Australian Grid Hits 50% Renewables For First Time

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It only lasted for 10 minutes, but renewables provided 50.2% of the electricity available on Australia’s National Energy Market in the first week of November. The NEM supplies electricity to Queensland, New South Wales, Victoria, South Australia, and Tasmania. The Northern Territories and Western Australia have their own energy grids. “We will start to see this happening more frequently. It was just a snapshot in time, but it’s indicative of an underlying trend in the system,” Dylan McConnell of the University of Melbourne’s Climate and Energy College tells The Guardian.

Tesla Virtual Power Plant South Australia
Image credit: Government of South Australia

The milestone was spotted using an online tool developed by McConnell called OpenNEM that monitors the grid in real time using data from the Australian Energy Market Operator. During those 10 minutes, solar power led the way, providing 32.5% of the available electricity. Wind was next at 15.7%, and hydro provided 1.9%. There are more than 2 million small rooftop solar systems in those 5 Australian states and they provided 72% of the solar power, while solar power plants contributed the other 28%.

Kane Thornton, chief executive of Australia’s Clean Energy Council, says “It is a fantastic achievement to have more than half of the National Electricity Market powered by renewable energy, and it’s worth celebrating. A decade from now it will be completely normal as more renewable energy and storage projects are built to replace retiring coal-fired power stations. At the beginning of the decade South Australia’s power system ran on more than 50 per cent wind and solar for the first time, but today it happens all the time. Renewables and storage can do everything our old coal plants can do, just cheaper, cleaner and more reliably.”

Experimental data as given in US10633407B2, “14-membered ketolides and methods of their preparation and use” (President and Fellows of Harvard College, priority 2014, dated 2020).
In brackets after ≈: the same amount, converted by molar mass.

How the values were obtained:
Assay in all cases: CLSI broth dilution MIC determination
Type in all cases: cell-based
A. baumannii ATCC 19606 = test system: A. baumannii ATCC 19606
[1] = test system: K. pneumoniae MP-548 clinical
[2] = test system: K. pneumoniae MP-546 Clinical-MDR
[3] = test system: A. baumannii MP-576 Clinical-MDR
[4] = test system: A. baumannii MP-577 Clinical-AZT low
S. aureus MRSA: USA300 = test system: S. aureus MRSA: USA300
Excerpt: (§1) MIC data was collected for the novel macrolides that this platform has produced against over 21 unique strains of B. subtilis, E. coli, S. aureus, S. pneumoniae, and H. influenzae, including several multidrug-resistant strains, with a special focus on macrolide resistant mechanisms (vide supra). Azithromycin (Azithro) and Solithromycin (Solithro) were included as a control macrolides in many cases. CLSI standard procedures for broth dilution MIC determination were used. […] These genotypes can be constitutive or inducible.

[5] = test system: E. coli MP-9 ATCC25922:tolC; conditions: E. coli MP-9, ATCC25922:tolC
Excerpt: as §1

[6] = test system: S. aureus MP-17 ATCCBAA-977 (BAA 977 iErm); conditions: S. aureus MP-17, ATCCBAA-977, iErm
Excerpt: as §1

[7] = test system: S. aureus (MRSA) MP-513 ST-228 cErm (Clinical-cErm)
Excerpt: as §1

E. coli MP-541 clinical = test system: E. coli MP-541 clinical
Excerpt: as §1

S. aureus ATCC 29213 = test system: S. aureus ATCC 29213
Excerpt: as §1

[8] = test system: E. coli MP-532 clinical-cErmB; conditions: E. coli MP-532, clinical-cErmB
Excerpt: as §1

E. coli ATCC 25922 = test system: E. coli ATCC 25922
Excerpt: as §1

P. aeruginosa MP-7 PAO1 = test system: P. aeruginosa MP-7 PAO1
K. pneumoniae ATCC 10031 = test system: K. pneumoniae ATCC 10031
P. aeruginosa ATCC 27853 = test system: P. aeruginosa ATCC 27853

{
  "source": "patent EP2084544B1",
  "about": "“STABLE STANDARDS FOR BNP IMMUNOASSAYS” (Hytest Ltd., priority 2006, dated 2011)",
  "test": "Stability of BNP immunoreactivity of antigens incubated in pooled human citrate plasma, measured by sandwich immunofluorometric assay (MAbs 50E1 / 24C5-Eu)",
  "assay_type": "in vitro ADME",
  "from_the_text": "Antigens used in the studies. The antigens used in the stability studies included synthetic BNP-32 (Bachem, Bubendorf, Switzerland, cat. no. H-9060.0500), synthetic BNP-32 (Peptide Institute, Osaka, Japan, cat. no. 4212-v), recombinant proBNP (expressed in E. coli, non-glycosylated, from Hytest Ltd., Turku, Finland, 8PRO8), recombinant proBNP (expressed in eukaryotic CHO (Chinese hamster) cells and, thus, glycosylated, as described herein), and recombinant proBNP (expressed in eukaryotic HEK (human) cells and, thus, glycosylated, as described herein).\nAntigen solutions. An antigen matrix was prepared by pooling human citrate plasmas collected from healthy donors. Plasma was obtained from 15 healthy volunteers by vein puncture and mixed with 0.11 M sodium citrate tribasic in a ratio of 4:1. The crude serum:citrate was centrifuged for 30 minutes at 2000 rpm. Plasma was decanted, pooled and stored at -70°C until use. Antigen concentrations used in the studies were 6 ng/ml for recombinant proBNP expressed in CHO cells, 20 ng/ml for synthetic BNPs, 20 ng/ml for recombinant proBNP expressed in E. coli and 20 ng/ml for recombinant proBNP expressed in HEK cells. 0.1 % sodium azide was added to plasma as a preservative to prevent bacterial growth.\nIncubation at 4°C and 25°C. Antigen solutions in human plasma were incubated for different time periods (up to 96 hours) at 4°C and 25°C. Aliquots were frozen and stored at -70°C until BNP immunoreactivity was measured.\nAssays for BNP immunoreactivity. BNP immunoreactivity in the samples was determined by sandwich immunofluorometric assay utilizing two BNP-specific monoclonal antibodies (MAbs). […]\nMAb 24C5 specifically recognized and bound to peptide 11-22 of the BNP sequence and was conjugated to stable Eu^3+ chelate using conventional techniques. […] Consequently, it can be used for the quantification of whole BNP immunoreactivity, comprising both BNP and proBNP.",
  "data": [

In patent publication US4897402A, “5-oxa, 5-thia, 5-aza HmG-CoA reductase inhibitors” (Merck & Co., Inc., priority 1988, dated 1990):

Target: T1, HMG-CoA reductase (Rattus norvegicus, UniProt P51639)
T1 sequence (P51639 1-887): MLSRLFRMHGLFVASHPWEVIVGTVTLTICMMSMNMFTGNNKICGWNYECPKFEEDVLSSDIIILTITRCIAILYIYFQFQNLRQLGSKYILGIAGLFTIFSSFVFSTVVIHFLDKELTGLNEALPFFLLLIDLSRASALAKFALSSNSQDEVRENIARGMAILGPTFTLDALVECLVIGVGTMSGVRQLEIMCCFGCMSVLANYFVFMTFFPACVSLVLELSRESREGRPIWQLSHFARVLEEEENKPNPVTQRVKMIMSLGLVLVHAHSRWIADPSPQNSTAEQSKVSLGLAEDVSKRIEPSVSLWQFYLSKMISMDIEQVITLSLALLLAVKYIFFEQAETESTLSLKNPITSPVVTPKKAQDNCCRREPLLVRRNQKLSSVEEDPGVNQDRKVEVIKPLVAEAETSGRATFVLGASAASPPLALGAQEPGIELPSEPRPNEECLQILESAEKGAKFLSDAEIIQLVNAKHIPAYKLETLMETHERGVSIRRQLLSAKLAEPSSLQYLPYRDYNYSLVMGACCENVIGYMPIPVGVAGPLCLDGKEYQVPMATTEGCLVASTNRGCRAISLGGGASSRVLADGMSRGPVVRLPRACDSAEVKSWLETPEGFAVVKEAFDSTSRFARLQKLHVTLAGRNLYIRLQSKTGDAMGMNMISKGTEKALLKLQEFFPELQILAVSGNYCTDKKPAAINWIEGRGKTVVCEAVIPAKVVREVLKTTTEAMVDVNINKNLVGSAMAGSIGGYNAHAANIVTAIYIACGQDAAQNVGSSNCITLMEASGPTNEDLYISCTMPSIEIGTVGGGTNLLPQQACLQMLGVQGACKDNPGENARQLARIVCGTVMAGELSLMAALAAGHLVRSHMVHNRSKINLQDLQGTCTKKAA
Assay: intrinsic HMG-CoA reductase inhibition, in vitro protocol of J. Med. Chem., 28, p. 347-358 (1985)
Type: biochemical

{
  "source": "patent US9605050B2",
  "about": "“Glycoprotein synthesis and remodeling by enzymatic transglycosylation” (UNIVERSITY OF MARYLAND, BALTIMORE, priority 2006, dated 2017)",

Battery Storage Will Make The Difference

“What we’ll see in Australia eventually is getting to 100 per cent [renewable supply] at certain times, but that excess of power won’t be able to be exported anywhere — it will have to be stored,” industry analyst Giles Parkinson tells The Rising. “We’ve been locked in a decades old paradigm of coal providing base-load [energy] and gas providing the peak load,” he says, adding that the federal government should be proactive in providing incentive programs for battery storage. “We really need a plan to be put into place and, right now, we’re not seeing that from any government, even though some of the state governments are calling out for it.”

Australian energy company AGL announced recently it has signed an agreement with the Maoneng Group to supply four 50MW/100MWh batteries in New South Wales. They will enter service in 2023 and store enough electricity to supply the needs of 30,000 homes. CEO Brett Redman says, “This is the dawn of the battery age and AGL is proud to lead the way. Australia’s energy market is undergoing significant changes and large scale batteries like these will be pivotal in providing firming capacity in the shift between baseload power and renewables.”

Stupidity In High Places